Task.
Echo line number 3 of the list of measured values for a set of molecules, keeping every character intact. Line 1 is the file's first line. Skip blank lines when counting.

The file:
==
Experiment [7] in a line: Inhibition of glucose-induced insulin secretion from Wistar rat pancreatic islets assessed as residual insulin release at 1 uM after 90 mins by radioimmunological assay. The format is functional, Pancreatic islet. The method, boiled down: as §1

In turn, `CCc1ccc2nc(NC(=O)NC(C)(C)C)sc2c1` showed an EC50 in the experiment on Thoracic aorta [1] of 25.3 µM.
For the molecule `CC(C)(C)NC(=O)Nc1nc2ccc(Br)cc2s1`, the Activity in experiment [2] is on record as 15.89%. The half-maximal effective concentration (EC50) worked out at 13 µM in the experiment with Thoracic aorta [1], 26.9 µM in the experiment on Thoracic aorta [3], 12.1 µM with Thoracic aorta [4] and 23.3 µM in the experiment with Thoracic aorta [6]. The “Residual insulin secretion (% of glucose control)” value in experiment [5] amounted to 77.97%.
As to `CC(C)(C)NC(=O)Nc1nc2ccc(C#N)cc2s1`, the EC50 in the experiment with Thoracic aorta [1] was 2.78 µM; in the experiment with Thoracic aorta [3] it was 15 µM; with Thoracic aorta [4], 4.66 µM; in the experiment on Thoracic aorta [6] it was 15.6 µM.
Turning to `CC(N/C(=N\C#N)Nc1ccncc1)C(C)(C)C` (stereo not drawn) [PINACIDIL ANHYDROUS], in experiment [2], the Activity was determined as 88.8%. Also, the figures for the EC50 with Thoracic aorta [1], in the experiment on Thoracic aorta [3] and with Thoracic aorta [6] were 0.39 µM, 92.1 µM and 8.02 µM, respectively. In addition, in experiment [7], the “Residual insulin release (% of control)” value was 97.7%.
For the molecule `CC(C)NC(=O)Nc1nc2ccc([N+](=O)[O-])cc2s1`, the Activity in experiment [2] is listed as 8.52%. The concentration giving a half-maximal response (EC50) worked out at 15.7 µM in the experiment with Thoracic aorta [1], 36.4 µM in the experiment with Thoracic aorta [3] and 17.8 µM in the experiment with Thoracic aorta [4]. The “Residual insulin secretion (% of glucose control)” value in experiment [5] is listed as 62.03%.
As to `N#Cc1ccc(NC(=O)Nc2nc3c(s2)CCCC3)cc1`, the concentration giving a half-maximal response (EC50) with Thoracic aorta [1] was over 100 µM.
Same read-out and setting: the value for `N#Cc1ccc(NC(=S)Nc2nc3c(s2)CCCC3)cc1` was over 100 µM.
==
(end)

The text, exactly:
For the molecule `CC(C)(C)NC(=O)Nc1nc2ccc(Br)cc2s1`, the Activity in experiment [2] is on record as 15.89%. The half-maximal effective concentration (EC50) worked out at 13 µM in the experiment with Thoracic aorta [1], 26.9 µM in the experiment on Thoracic aorta [3], 12.1 µM with Thoracic aorta [4] and 23.3 µM in the experiment with Thoracic aorta [6]. The “Residual insulin secretion (% of glucose control)” value in experiment [5] amounted to 77.97%.